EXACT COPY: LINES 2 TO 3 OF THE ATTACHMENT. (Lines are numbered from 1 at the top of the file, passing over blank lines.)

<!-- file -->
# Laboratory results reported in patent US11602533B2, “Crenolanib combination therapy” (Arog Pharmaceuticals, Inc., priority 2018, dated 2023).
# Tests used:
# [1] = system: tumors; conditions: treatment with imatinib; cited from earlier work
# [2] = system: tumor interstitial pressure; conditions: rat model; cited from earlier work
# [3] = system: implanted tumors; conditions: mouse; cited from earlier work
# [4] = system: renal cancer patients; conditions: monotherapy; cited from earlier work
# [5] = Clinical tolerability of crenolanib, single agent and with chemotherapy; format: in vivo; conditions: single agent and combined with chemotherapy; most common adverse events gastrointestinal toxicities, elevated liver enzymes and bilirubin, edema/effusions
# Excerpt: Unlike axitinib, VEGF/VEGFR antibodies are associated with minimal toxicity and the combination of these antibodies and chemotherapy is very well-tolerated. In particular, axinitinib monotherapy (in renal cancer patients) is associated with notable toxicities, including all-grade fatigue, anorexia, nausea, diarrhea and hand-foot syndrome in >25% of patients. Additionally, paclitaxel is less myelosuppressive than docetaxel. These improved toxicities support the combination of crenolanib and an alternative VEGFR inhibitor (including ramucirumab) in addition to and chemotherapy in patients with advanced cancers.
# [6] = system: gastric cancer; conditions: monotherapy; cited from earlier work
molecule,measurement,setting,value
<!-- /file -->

# Tests used:
# [1] = system: tumors; conditions: treatment with imatinib; cited from earlier work